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Partnerships for enhanced engagement in research (PEER) SCIENCE
Cycle 2 (2012 Deadline)

Derailing witchweed (Striga) virulence in rice to achieve durable and broad-spectrum resistance

PI: Steven Runo (Kenyatta University)
U.S. Partner: Michael P. Timko (University of Virginia)
Project Dates: August 2013 to July 2015

 Ethiopia Partnership Picture 1
Striga infests two-thirds of arable African land, and constitutes the biggest single biological cause of crop damage in terms of grain yield loss, worth $US 7 billion annually (Photo courtesy Dr. Runo).

Striga spp. are successful parasitic plants that are notoriously difficult to control mainly because the mechanisms of the biological processes underpinning host-parasite compatibility are poorly understood. Striga affects plant growth very quickly after attaching to the host roots. Within 2-4 days of attachment the crop plants are already visibly stunted. Although the mechanism underlying this early negative effect on crop growth is presently unknown, it has implications for control of the parasite, as control measures need to act before or very shortly after attachment of the parasite to the host. It is now emerging that Striga, like other plant pathogens, produces an array of virulence factors (effectors) that may be allowing the parasite to circumvent and subdue the host defense. The long-term goal of the researchers conducting this project is to identify mechanisms controlling release of these virulence factors as a first step toward developing breeding strategies that can be used to build durable resistance to Striga hosts. The specific aims of the current project are designed to provide a comprehensive assessment of the mutations or polymorphisms in Striga effectors as well as their effect in plant cells. The project should result in the identification of various races of Striga for effector genes and their role in virulence, which is of fundamental importance to understanding the molecular nature of the plant-plant resistance interactions.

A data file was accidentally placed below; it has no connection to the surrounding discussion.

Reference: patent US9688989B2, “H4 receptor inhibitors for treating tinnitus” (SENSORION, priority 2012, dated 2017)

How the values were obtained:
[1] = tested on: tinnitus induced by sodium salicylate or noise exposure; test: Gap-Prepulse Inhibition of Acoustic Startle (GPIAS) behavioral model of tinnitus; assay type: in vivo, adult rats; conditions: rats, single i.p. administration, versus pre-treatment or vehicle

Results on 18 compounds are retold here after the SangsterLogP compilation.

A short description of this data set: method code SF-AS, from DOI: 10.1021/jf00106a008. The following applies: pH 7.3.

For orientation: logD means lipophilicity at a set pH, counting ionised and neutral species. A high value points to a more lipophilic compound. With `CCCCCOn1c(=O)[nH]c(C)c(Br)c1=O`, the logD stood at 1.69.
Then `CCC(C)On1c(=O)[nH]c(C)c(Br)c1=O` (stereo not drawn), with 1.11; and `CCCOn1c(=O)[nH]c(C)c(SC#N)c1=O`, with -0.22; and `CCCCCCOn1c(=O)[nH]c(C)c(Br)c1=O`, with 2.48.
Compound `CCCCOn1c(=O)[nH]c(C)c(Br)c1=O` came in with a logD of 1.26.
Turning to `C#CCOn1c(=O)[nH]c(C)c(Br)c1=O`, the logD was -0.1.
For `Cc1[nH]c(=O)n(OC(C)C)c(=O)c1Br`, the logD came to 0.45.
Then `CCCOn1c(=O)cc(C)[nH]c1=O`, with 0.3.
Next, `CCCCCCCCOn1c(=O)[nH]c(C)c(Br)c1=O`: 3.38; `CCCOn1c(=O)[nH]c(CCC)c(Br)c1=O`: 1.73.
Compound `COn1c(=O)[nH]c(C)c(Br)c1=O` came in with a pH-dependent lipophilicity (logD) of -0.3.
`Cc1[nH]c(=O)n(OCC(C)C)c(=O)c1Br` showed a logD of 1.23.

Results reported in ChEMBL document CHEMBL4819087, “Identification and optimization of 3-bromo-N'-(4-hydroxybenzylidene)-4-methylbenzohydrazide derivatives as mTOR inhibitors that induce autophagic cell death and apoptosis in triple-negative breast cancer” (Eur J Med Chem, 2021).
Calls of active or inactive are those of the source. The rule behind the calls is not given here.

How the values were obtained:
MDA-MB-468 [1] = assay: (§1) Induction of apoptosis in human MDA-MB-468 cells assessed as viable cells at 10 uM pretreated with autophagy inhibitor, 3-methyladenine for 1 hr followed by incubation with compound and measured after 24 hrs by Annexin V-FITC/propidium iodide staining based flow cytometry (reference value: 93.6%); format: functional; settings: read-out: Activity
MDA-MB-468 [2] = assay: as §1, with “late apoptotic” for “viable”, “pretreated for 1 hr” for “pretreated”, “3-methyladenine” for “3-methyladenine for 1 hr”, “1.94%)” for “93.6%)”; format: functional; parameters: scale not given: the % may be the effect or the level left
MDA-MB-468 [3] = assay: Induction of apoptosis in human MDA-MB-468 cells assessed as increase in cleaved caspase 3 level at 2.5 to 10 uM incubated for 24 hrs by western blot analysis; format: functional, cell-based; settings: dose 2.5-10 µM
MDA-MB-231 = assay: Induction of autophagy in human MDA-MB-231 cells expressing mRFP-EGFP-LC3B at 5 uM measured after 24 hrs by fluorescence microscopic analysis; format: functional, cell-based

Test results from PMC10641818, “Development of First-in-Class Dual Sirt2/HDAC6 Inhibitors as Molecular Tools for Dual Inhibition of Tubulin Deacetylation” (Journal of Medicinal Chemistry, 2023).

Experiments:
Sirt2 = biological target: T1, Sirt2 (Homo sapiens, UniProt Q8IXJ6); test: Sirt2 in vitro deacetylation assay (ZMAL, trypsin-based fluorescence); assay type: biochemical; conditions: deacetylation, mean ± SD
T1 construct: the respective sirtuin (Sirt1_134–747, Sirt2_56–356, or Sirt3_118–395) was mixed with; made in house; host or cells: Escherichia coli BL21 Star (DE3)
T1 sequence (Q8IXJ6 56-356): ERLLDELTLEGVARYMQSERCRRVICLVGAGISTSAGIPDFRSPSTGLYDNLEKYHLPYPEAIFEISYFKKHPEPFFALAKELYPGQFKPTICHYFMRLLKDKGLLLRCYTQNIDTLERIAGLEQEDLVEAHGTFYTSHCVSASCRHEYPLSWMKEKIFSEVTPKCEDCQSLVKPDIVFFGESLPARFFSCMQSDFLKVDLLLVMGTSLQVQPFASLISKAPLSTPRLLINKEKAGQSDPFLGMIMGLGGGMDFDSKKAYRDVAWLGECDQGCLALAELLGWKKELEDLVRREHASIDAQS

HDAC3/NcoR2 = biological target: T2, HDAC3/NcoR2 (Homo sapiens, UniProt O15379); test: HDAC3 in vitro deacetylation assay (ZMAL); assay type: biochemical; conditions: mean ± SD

An output of this project will be identification of multiple factors (effectors) that help Striga evade resistance by its host. An additional output will be quantification of how these factors are able to change with time and acquire ability to invade new hosts. It is hoped that the specificity of different Striga virulence races (ecotypes) to different host cultivars will be identified. This knowledge can then be directly applied to breeding of new cultivars resistant to Striga, through gene pyramiding. Because yields of some of the most important crops in Africa, including rice, corn, millet, and sorghum, are being reduced due to the impact of Striga, the results of this project could have a significant impact on agricultural productivity in this region and others where the parasitic plant is a problem.
Summary of Recent Activities
The end of 2014 saw Dr. Runo and the project team obtain equipment necessary for microscopic observations of Striga/host interactions. This equipment will be used under a newly optimized set of protocols that Dr. Runo has introduced at the University of Kenyatta. The PI studied the protocols, which apply to Striga genetic transformation, and the assaying of Striga infection at the microscopic level by sectioning, at the University of Virginia. The University of Virginia also assisted on transcriptomic work on dual RNAsequencing and the team has made substantial progress in creating libraries for ILLUMINA sequencing and sequencing will be underway soon.

As part of the program objectives, Dr. Runo recruited a Master of Science student for the project to develop capacity for Striga research at Kenyatta University. Her thesis project will be on the histological observation of Striga resistance at a microscopic level using the new sectioning equipment.

In the coming months, Dr. Runo and the project team will continue to analyze and their data. The team also plans to organize a workshop for farmers and, in July, Dr. Runo will travel to China to present at the World Congress on Parasitic Plants.
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